During the press briefing, Hanrahan also gave journalists a hint of what was to come on the two future Solstice-class ships. He said that changes would be more dramatic, and that a new crafted beer venue was on tap.
As for luxurious accommodations available for guests to book now onboard Celebrity Eclipse, two 1,291-square-foot Penthouse Suites feature 389-square foot verandas. Guests might also opt for eight 590-square-foot Royal Suites with a 153-square-foot veranda. And there are a plethora of other suites and cabin configurations including pampering AquaClass staterooms with special pampering amenities.
Celebrity’s new persona, “Designed for You,” is also attracting more international guests than in the past. Hanrahan said 30 percent of the line’s guests now originate from outside North America. Thus, Celebrity is salivating at the thought of a wide selection of nonstop international flights to Miami International Airport from major cities worldwide.
That, coupled with the city’s image as an upscale, trendy destination, could build even more international visitation for Eclipse. “Being here in Miami helps us,” Hanrahan said.
Ships aside, what sets Miami apart from many U.S. cruise home ports is how long cruise visitors stay in the destination pre- or post-cruise. In most U.S. home ports, cruise visitors fly to the city, stay a night or slightly more and fly home. But officials said the average Miami cruise passenger stays 2.4 days on land pre- or post-cruise, much higher than the norm in most ports around the nation.
Those cruise visitors spend $600 million annually on dining, shopping, entertainment, sightseeing and hotel stays. With such new luxury properties as the JW Marriott Marquis, visitors might now couple an upscale city visit with a premium cruise experience. Opened just three weeks ago, the high-end Marriott boasts 313 new rooms and suites, two floors of entertainment options and a Daniel Boulud restaurant.
In addition, the new EPIC, a Kimpton property is just across the street. Both are in the heart of Miami, just blocks from the port, with spectacular city and bay views.
At a separate Celebrity Cruises press conference during one of two brief preview sailings this week for travel partners and journalists, Hanrahan acknowledged that Celebrity definitely was intrigued by Miami’s longer length of stay for cruise visitors. While the line hasn’t done anything yet to capitalize on that, he noted there could be good brand tie-ins, because “there are so many interesting hotels in Miami…there’s an opportunity.” And, he noted that one of Miami’s top hoteliers was sailing on the ship during the preview cruise.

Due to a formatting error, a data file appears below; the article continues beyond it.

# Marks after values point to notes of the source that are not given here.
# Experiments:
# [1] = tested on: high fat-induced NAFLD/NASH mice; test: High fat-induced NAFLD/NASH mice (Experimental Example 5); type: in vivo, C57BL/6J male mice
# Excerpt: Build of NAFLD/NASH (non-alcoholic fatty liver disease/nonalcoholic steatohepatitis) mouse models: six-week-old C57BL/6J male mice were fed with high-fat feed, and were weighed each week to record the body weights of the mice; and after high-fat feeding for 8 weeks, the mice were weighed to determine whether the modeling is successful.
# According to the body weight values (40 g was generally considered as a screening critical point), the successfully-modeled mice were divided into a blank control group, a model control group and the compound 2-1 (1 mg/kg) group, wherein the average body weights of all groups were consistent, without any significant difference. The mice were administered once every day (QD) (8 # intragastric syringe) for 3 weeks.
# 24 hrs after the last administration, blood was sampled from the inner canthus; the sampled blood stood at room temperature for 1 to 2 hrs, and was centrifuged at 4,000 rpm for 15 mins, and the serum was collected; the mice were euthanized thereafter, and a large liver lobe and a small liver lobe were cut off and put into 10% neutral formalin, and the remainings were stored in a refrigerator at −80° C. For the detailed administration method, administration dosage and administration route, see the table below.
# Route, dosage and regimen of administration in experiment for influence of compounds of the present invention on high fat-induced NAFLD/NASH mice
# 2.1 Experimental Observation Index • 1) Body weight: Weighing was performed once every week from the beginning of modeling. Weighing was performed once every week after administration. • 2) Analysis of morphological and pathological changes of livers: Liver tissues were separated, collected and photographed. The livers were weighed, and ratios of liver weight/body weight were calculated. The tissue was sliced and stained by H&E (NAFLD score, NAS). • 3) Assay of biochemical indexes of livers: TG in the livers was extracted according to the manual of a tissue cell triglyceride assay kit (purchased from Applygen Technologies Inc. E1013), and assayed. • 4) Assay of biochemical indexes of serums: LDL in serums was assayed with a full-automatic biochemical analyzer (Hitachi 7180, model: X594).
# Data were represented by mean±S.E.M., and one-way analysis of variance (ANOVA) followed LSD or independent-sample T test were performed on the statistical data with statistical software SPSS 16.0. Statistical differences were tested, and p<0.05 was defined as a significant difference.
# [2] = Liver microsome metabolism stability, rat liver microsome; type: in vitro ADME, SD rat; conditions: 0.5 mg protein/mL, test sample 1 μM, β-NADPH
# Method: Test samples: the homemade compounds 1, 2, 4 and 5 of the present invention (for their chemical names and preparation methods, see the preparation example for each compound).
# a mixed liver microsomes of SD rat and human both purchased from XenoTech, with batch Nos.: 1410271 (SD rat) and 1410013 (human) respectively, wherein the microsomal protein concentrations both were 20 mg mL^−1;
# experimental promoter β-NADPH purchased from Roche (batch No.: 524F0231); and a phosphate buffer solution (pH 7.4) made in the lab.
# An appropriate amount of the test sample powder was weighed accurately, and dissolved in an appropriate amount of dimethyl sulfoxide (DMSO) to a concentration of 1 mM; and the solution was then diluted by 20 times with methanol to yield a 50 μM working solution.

Talbert told the media that the CVB, the Port and Celebrity would work together to market and promote the new Celebrity Eclipse service, as they did at the recent World Travel Market in London. He said it’s all about the “shared” customer and making sure that the entire destination teams up to garner more tourism business.
Johnson told journalists the cruise Port of Miami separates its cruise and cargo traffic, so the flow into the port is good, and “it’s relatively easy [for cruisers] to get on and off ships.” He said any brief delay in exiting, at times during busy periods, will be alleviated totally in a few years when the port’s new tunnel to the city is completed.
The port director made it clear that cruising is a massive economic engine for the destination. The cruise industry generates $2 billion annually in direct and indirect economic benefits. That includes everything from flowers coming off airplanes and bound for the ships, to local hotel stays, and purchases of food and liquor by the lines for use onboard.
“Thousands of people are gainfully employed” as a result of the cruise industry in Miami, Johnson stressed. One of those is Hanrahan, who quipped that he liked walking over to Eclipse to see it, given that Celebrity Cruises’ corporate offices are just across the port property. He added: “It’s nice to have Eclipse in the backyard.”